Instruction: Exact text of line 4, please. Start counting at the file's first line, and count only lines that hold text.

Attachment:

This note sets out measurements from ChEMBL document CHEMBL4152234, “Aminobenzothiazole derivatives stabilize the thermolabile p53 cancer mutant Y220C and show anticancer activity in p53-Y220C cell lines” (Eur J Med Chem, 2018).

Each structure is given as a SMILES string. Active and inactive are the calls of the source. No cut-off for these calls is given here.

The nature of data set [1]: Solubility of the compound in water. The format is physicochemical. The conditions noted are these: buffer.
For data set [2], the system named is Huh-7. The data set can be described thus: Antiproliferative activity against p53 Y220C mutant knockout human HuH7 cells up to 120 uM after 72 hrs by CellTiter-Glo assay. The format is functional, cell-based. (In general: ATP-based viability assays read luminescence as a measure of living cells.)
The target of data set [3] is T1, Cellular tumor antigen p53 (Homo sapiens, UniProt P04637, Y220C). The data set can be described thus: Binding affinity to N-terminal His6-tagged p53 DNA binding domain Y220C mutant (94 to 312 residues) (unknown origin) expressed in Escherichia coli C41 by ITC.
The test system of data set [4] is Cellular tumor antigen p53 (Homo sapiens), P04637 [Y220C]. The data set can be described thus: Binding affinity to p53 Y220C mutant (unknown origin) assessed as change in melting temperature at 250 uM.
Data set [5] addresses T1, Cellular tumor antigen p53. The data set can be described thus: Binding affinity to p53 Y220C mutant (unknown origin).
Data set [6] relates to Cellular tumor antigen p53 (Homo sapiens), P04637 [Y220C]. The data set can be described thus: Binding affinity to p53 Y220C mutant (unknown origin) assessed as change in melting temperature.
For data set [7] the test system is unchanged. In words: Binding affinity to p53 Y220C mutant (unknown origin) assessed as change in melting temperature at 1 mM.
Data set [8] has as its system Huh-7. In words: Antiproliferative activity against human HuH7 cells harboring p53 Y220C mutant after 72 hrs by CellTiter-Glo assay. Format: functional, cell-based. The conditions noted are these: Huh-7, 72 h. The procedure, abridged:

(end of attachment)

For data set [2], the system named is Huh-7. The data set can be described thus: Antiproliferative activity against p53 Y220C mutant knockout human HuH7 cells up to 120 uM after 72 hrs by CellTiter-Glo assay. The format is functional, cell-based. (In general: ATP-based viability assays read luminescence as a measure of living cells.)